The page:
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UN Secretary-General, Antonio Guterres calls for resources to meet Nigeria’s humanitarian needs

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United Nations Secretary-General, Antonio Guterres who is on a two-day mission to Nigeria has called for more resources to help Nigeria meet the humanitarian needs of people affected by conflict.

The UN chief made the remarks after a meeting with President Muhammadu Buhari in Abuja on Wednesday as he was concluding his visit to Nigeria.

Guterres also met with Borno State governor, Babagana Zulum in Maiduguri, the state capital, before embarking on a field mission where he met families affected by the Boko Haram conflict ravaging the region for more than 12 years. In 2020, Nigeria counted more than 2.7 million internally displaced persons.

Terrorist activities have taken an upward trend in Nigeria since the deadly Boko Haram sect based in North-Eastern Nigeria, which is also active in Chad, Niger and northern Cameroon was founded in 2002.

According to Statista, “between 2011 and 2021, Boko Haram was responsible for thousands of deaths in Nigeria, Cameroon, Chad, and Niger. Nigeria is the country most affected by the terrorist group’s attacks. States in the North-East register the highest number of deaths. Borno is by far the most threatened state, Boko Haram has caused over 34 thousand deaths in this area…”

“We have called for an additional $351million as part of the overall $1.1billion for our humanitarian response plan for Nigeria. But despite all I have seen, the people I have met remain committed to returning to their communities and resuming their lives,” said Guterres.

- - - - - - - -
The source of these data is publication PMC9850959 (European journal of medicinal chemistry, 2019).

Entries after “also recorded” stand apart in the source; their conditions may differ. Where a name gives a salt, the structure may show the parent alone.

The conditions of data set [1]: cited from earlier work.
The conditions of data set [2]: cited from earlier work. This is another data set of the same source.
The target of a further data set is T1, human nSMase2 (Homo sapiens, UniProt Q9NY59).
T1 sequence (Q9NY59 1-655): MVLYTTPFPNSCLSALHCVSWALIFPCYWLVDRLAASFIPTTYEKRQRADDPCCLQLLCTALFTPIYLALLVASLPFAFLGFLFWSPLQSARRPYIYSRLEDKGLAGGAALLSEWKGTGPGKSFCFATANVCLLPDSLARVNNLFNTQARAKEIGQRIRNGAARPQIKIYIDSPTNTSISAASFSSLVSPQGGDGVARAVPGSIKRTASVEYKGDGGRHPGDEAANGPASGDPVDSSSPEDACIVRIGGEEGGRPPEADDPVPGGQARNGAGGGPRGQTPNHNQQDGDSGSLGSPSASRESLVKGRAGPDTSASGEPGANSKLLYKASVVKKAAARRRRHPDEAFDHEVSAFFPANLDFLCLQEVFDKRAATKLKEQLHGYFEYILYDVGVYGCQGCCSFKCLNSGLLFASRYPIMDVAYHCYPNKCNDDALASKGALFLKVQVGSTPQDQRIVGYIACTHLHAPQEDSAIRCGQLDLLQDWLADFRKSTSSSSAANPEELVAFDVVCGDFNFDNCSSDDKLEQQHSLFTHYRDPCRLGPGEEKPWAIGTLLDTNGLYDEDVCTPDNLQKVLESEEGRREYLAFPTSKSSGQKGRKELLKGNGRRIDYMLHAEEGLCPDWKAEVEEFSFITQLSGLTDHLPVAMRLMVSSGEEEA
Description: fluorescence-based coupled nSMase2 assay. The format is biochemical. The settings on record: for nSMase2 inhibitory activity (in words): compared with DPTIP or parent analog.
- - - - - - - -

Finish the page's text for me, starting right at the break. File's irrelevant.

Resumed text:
On his part, Buhari reiterated his government’s commitment to fighting terrorism and called for international assistance to end extremism.

“There can be no better assurance that the world is with us as we confront extremist terrorist organizations, hunger, and the enormous problems of millions and millions of displaced people during this important visit,” he said.

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Kenya’s Ruto sacks cabinet amidst protests in major win for protesters

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In response to pressure from widespread protests that have produced the greatest crisis of his two-year government, Kenyan President William Ruto dismissed his entire cabinet on Thursday, with the exception of the foreign minister.

After beginning peacefully, the youth-led demonstrations against the proposed tax increases descended into violence, resulting in at least 39 deaths during altercations with the police last month. A few protestors briefly invaded the parliament before Ruto decided against the new levies.

“I will immediately engage in extensive consultations across different sectors and political formations and other Kenyans, both in public and private, with the aim of setting up a broad-based government,” Ruto said in a televised address to the nation, adding that he would announce additional measures later.